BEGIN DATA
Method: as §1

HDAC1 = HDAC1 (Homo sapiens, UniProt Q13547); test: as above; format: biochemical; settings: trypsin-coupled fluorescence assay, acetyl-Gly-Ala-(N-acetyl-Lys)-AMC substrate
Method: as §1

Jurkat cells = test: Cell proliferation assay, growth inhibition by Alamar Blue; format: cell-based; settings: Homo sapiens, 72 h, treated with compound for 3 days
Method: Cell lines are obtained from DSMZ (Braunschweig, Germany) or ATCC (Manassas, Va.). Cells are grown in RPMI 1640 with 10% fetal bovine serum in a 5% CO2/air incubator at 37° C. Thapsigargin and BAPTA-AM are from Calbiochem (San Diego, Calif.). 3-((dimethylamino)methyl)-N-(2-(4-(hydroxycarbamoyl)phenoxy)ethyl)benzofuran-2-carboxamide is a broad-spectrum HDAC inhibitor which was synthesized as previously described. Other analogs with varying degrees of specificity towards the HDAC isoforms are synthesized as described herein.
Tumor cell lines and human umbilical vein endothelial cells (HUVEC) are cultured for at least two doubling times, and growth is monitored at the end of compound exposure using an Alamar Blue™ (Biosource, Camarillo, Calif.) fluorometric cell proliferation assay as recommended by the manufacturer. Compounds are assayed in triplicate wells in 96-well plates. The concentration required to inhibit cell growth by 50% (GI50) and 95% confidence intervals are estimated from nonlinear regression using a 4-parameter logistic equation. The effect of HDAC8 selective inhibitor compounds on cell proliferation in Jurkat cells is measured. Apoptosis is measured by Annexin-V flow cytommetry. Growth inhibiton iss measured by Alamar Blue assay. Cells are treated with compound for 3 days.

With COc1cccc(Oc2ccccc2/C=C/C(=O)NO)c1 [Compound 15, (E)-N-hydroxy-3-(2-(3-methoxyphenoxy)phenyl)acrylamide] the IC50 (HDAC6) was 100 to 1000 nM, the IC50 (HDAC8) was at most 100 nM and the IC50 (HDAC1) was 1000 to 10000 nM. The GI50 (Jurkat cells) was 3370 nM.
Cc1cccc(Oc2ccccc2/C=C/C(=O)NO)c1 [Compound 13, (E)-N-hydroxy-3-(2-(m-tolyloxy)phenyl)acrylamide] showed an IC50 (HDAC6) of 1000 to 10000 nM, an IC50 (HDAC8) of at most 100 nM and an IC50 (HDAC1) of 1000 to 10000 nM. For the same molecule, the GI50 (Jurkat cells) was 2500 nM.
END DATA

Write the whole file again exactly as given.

Method: as §1

HDAC1 = HDAC1 (Homo sapiens, UniProt Q13547); test: as above; format: biochemical; settings: trypsin-coupled fluorescence assay, acetyl-Gly-Ala-(N-acetyl-Lys)-AMC substrate
Method: as §1

Jurkat cells = test: Cell proliferation assay, growth inhibition by Alamar Blue; format: cell-based; settings: Homo sapiens, 72 h, treated with compound for 3 days
Method: Cell lines are obtained from DSMZ (Braunschweig, Germany) or ATCC (Manassas, Va.). Cells are grown in RPMI 1640 with 10% fetal bovine serum in a 5% CO2/air incubator at 37° C. Thapsigargin and BAPTA-AM are from Calbiochem (San Diego, Calif.). 3-((dimethylamino)methyl)-N-(2-(4-(hydroxycarbamoyl)phenoxy)ethyl)benzofuran-2-carboxamide is a broad-spectrum HDAC inhibitor which was synthesized as previously described. Other analogs with varying degrees of specificity towards the HDAC isoforms are synthesized as described herein.
Tumor cell lines and human umbilical vein endothelial cells (HUVEC) are cultured for at least two doubling times, and growth is monitored at the end of compound exposure using an Alamar Blue™ (Biosource, Camarillo, Calif.) fluorometric cell proliferation assay as recommended by the manufacturer. Compounds are assayed in triplicate wells in 96-well plates. The concentration required to inhibit cell growth by 50% (GI50) and 95% confidence intervals are estimated from nonlinear regression using a 4-parameter logistic equation. The effect of HDAC8 selective inhibitor compounds on cell proliferation in Jurkat cells is measured. Apoptosis is measured by Annexin-V flow cytommetry. Growth inhibiton iss measured by Alamar Blue assay. Cells are treated with compound for 3 days.

With COc1cccc(Oc2ccccc2/C=C/C(=O)NO)c1 [Compound 15, (E)-N-hydroxy-3-(2-(3-methoxyphenoxy)phenyl)acrylamide] the IC50 (HDAC6) was 100 to 1000 nM, the IC50 (HDAC8) was at most 100 nM and the IC50 (HDAC1) was 1000 to 10000 nM. The GI50 (Jurkat cells) was 3370 nM.
Cc1cccc(Oc2ccccc2/C=C/C(=O)NO)c1 [Compound 13, (E)-N-hydroxy-3-(2-(m-tolyloxy)phenyl)acrylamide] showed an IC50 (HDAC6) of 1000 to 10000 nM, an IC50 (HDAC8) of at most 100 nM and an IC50 (HDAC1) of 1000 to 10000 nM. For the same molecule, the GI50 (Jurkat cells) was 2500 nM.